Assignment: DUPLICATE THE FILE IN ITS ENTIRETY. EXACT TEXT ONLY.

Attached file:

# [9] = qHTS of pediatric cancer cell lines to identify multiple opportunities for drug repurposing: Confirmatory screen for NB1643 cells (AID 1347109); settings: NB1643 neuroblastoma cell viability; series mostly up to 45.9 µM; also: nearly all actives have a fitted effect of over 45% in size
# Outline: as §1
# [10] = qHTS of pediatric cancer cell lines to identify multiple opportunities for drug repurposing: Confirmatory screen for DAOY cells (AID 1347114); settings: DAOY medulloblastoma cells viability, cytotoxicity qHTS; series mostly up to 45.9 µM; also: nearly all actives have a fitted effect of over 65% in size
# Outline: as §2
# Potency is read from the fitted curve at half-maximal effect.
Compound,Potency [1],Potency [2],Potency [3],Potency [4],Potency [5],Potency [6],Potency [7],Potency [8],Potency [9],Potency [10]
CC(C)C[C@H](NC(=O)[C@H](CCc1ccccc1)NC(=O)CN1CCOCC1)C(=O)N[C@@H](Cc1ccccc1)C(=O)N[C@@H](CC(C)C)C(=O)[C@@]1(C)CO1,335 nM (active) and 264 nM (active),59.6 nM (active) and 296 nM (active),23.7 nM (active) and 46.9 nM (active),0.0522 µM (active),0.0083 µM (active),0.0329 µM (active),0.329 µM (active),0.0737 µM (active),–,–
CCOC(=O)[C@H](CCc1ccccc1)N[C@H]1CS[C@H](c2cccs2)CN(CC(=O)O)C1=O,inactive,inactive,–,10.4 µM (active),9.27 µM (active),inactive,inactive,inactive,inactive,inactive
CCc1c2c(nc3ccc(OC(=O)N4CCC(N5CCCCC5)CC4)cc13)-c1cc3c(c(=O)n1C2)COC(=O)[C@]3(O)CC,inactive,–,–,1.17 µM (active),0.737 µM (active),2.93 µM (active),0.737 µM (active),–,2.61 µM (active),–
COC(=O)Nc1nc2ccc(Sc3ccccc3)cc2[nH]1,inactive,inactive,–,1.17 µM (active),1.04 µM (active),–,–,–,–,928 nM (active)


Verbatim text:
# [9] = qHTS of pediatric cancer cell lines to identify multiple opportunities for drug repurposing: Confirmatory screen for NB1643 cells (AID 1347109); settings: NB1643 neuroblastoma cell viability; series mostly up to 45.9 µM; also: nearly all actives have a fitted effect of over 45% in size
# Outline: as §1
# [10] = qHTS of pediatric cancer cell lines to identify multiple opportunities for drug repurposing: Confirmatory screen for DAOY cells (AID 1347114); settings: DAOY medulloblastoma cells viability, cytotoxicity qHTS; series mostly up to 45.9 µM; also: nearly all actives have a fitted effect of over 65% in size
# Outline: as §2
# Potency is read from the fitted curve at half-maximal effect.
Compound,Potency [1],Potency [2],Potency [3],Potency [4],Potency [5],Potency [6],Potency [7],Potency [8],Potency [9],Potency [10]
CC(C)C[C@H](NC(=O)[C@H](CCc1ccccc1)NC(=O)CN1CCOCC1)C(=O)N[C@@H](Cc1ccccc1)C(=O)N[C@@H](CC(C)C)C(=O)[C@@]1(C)CO1,335 nM (active) and 264 nM (active),59.6 nM (active) and 296 nM (active),23.7 nM (active) and 46.9 nM (active),0.0522 µM (active),0.0083 µM (active),0.0329 µM (active),0.329 µM (active),0.0737 µM (active),–,–
CCOC(=O)[C@H](CCc1ccccc1)N[C@H]1CS[C@H](c2cccs2)CN(CC(=O)O)C1=O,inactive,inactive,–,10.4 µM (active),9.27 µM (active),inactive,inactive,inactive,inactive,inactive
CCc1c2c(nc3ccc(OC(=O)N4CCC(N5CCCCC5)CC4)cc13)-c1cc3c(c(=O)n1C2)COC(=O)[C@]3(O)CC,inactive,–,–,1.17 µM (active),0.737 µM (active),2.93 µM (active),0.737 µM (active),–,2.61 µM (active),–
COC(=O)Nc1nc2ccc(Sc3ccccc3)cc2[nH]1,inactive,inactive,–,1.17 µM (active),1.04 µM (active),–,–,–,–,928 nM (active)